Protein is one of the 3 main Macronutrients (Macros). These Macros are commonly talked about when it comes to health and fitness especially when looking at adjusting your weight alongside your goal.
The other 2 Macros are Carbohydrates and Fats. Carbohydrates and fats in short are where you will get most of your “energy” from. So what is Protein? What does it do? How much do I Need?
So Protein is normally talked about when looking at gaining some muscle mass from going to the gym and using a resistance training programme to progressively overload your muscles. But the use of Protein doesn’t just end there. Protein is what helps rebuild your skin tissue including organs. Diets with a higher level of protein have been proven to help with:
- Keeping your immune system strong.
- Keeping you satiated throughout the day for longer.
You may or may not of heard of a thing called Amino Acids. Normally from your body building friends who wont stop talking about their 1RM and what type of creatine they are using. Well Amino Acids are organic compounds made of carbon, hydrogen, nitrogen, oxygen or sulphur. Amino acids are the building blocks of proteins.
So how much Protein does 1 person need to consume in a day? Well this is where you will find all sorts of answers over the internet and even between different trainers. But as an average, I would say that you need to be looking at anywhere between 0.6-1.2g of protein per lb of bodyweight.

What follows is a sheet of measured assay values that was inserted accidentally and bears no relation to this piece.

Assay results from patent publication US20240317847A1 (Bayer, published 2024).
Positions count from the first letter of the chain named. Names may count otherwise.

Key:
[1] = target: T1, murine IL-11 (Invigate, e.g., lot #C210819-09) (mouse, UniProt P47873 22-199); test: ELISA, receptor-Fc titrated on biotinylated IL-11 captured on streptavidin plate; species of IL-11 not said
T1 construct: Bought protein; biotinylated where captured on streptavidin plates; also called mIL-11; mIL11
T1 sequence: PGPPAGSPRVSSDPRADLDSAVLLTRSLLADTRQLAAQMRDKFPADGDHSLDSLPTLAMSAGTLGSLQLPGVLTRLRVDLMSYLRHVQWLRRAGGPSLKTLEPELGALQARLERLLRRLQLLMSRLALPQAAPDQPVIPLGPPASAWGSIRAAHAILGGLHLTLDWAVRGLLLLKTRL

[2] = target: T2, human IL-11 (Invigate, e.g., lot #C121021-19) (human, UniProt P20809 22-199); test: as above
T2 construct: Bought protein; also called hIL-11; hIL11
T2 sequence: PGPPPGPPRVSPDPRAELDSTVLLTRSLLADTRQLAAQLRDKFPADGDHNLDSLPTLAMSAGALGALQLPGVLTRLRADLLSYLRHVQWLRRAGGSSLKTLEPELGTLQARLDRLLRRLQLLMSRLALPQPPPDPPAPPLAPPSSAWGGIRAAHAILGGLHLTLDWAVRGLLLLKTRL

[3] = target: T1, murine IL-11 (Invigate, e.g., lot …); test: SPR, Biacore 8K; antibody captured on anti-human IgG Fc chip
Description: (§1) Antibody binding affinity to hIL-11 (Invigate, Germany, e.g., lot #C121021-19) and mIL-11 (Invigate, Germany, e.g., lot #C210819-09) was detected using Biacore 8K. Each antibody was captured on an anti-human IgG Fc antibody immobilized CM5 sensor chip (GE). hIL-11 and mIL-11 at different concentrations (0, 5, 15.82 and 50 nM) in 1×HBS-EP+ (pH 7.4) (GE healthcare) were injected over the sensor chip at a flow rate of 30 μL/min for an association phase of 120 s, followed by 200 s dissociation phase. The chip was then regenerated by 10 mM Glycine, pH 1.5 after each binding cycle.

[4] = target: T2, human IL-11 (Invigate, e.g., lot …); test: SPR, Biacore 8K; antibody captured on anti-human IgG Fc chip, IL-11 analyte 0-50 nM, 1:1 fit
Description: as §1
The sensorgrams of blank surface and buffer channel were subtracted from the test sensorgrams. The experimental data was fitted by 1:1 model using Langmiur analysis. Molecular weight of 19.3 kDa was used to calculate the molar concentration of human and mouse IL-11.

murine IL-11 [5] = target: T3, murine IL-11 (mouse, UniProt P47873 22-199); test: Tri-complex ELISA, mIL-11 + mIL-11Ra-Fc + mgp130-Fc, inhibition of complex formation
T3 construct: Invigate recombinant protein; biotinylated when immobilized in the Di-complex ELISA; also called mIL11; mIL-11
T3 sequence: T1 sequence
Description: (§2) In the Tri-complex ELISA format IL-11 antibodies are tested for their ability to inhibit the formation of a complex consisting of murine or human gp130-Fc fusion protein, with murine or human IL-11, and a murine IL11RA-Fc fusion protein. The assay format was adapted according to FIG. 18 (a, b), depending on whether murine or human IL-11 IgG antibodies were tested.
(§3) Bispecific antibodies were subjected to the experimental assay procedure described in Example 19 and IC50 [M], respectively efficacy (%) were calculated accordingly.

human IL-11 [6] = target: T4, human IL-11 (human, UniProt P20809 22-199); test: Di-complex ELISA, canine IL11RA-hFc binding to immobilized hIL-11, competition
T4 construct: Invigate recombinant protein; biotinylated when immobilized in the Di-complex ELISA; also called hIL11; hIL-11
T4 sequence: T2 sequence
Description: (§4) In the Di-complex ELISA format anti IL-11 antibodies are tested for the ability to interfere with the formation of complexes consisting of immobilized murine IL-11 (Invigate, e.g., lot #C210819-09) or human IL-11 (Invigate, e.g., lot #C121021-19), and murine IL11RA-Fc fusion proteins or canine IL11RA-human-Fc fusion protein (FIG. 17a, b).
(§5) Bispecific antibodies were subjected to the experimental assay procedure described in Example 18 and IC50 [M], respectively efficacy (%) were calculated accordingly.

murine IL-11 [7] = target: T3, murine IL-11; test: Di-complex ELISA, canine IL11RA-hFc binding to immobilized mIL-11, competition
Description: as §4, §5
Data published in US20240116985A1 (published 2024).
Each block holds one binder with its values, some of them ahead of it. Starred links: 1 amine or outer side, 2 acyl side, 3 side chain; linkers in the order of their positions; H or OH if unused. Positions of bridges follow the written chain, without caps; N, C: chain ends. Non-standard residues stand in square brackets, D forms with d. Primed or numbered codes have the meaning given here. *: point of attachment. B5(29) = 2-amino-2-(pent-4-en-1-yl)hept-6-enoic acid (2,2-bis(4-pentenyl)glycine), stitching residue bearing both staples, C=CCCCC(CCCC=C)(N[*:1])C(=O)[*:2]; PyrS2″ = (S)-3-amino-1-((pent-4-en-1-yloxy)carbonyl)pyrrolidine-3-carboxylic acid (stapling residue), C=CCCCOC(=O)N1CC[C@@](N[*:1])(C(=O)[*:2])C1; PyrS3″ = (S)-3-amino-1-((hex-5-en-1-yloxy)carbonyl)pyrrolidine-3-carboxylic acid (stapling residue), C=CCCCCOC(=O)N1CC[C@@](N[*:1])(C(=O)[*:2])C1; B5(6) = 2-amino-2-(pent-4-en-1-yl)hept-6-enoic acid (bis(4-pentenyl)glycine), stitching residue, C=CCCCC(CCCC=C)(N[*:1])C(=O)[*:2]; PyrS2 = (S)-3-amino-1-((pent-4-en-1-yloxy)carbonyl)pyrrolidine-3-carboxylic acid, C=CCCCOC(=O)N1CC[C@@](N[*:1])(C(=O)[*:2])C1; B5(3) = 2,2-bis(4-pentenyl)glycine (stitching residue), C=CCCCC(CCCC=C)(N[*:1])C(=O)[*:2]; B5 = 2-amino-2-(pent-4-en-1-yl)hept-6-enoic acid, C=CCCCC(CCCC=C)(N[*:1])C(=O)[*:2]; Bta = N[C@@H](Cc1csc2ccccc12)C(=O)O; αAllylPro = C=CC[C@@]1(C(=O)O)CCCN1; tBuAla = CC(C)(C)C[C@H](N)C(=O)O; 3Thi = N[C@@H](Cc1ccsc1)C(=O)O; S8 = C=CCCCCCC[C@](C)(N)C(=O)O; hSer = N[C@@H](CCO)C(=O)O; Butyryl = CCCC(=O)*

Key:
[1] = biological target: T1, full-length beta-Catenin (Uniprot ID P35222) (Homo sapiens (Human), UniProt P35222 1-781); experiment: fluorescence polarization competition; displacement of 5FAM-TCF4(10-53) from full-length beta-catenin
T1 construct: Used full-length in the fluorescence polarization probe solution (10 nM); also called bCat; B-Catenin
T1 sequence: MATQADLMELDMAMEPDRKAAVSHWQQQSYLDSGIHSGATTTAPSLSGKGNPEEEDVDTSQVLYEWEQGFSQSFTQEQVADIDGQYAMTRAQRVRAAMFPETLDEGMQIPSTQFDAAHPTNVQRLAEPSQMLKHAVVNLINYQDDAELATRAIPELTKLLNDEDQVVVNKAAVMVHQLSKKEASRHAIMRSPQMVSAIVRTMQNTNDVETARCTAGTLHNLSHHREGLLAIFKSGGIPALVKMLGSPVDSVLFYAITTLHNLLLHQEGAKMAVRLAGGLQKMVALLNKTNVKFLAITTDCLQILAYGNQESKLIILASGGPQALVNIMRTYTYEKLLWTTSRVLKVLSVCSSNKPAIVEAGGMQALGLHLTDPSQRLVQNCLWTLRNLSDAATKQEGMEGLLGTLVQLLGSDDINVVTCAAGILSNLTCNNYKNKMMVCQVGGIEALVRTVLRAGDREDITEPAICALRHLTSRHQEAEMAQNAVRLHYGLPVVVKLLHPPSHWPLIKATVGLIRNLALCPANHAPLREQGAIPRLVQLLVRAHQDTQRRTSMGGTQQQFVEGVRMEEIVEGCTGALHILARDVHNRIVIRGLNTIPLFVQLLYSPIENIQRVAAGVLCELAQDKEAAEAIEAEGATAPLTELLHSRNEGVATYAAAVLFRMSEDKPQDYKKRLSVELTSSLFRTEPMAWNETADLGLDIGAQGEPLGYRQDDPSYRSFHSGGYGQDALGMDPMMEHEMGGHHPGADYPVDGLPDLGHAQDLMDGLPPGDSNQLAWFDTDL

So if you are a 180lb you would be looking at somewhere between 108-216g of protein. Now you may be thinking that is a huge gap and doesn’t really help and the thing is that there is no right or wrong answer here. The scale used here would also depend on may other things such as muscle mass, age, gender and what type of training you are going through. And that doesn’t even bring in the talk about what diet you are on.
So if I haven’t lost you yet then brilliant. Now the question will be where can I get my proteins from?
Here is just a small list of some of the more popular foods to get proteins from:
There are many more foods out there that will give you a good source of protein and you can discover these by checking the packaging information of the product.
As you would of noticed, most of the protein sources mentioned are from your typical meat eaters diet. But never fear, you can get your protein from plant based diets however managing to create a full protein scale (based on all the amino acids that proteins are built from) can be a more difficult path.
There are foods out there which are designed to give you this much needed boost in protein, in the shape of a bar or a shake. Now these items should not be consumed instead of your meals, but instead be used alongside your current meal plan to supplement your diet.
All this being said, if you are looking at losing weight I recommend not looking at your protein goal right away. Instead make sure that your overall calorie intake is not being exceeded. Increasing your NEAT should be your next step and once you have mastered these 2 factors should you move on to tweaking your diet to allow for a higher level of protein.